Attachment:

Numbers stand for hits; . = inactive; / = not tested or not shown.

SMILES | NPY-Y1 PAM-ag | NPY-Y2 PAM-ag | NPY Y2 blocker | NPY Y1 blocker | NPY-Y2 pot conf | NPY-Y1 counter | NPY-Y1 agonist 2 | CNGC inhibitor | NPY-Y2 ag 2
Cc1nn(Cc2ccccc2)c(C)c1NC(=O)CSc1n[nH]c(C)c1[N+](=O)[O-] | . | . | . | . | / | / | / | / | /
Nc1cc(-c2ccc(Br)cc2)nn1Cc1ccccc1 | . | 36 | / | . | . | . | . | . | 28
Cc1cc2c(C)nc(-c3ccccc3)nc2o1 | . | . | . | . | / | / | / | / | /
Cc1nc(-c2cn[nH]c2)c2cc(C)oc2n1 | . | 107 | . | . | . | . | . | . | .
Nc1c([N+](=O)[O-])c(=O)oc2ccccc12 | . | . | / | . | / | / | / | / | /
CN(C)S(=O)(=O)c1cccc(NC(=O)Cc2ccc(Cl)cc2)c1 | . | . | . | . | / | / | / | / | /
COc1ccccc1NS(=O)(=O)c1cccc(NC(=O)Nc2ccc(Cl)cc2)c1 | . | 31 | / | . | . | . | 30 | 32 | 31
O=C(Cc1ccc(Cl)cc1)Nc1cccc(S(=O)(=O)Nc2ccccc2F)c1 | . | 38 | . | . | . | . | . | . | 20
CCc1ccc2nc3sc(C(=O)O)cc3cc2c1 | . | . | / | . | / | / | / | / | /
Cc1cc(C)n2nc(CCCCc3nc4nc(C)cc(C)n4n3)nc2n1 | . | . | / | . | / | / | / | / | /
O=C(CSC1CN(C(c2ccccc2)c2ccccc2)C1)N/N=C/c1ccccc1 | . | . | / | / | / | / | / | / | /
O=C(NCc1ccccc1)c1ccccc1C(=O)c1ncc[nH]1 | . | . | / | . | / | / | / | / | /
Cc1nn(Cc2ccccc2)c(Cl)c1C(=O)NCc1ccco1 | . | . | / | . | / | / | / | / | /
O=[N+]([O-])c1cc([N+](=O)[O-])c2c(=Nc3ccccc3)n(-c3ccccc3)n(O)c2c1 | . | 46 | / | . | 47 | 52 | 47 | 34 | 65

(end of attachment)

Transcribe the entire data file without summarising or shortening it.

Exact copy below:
Numbers stand for hits; . = inactive; / = not tested or not shown.

SMILES | NPY-Y1 PAM-ag | NPY-Y2 PAM-ag | NPY Y2 blocker | NPY Y1 blocker | NPY-Y2 pot conf | NPY-Y1 counter | NPY-Y1 agonist 2 | CNGC inhibitor | NPY-Y2 ag 2
Cc1nn(Cc2ccccc2)c(C)c1NC(=O)CSc1n[nH]c(C)c1[N+](=O)[O-] | . | . | . | . | / | / | / | / | /
Nc1cc(-c2ccc(Br)cc2)nn1Cc1ccccc1 | . | 36 | / | . | . | . | . | . | 28
Cc1cc2c(C)nc(-c3ccccc3)nc2o1 | . | . | . | . | / | / | / | / | /
Cc1nc(-c2cn[nH]c2)c2cc(C)oc2n1 | . | 107 | . | . | . | . | . | . | .
Nc1c([N+](=O)[O-])c(=O)oc2ccccc12 | . | . | / | . | / | / | / | / | /
CN(C)S(=O)(=O)c1cccc(NC(=O)Cc2ccc(Cl)cc2)c1 | . | . | . | . | / | / | / | / | /
COc1ccccc1NS(=O)(=O)c1cccc(NC(=O)Nc2ccc(Cl)cc2)c1 | . | 31 | / | . | . | . | 30 | 32 | 31
O=C(Cc1ccc(Cl)cc1)Nc1cccc(S(=O)(=O)Nc2ccccc2F)c1 | . | 38 | . | . | . | . | . | . | 20
CCc1ccc2nc3sc(C(=O)O)cc3cc2c1 | . | . | / | . | / | / | / | / | /
Cc1cc(C)n2nc(CCCCc3nc4nc(C)cc(C)n4n3)nc2n1 | . | . | / | . | / | / | / | / | /
O=C(CSC1CN(C(c2ccccc2)c2ccccc2)C1)N/N=C/c1ccccc1 | . | . | / | / | / | / | / | / | /
O=C(NCc1ccccc1)c1ccccc1C(=O)c1ncc[nH]1 | . | . | / | . | / | / | / | / | /
Cc1nn(Cc2ccccc2)c(Cl)c1C(=O)NCc1ccco1 | . | . | / | . | / | / | / | / | /
O=[N+]([O-])c1cc([N+](=O)[O-])c2c(=Nc3ccccc3)n(-c3ccccc3)n(O)c2c1 | . | 46 | / | . | 47 | 52 | 47 | 34 | 65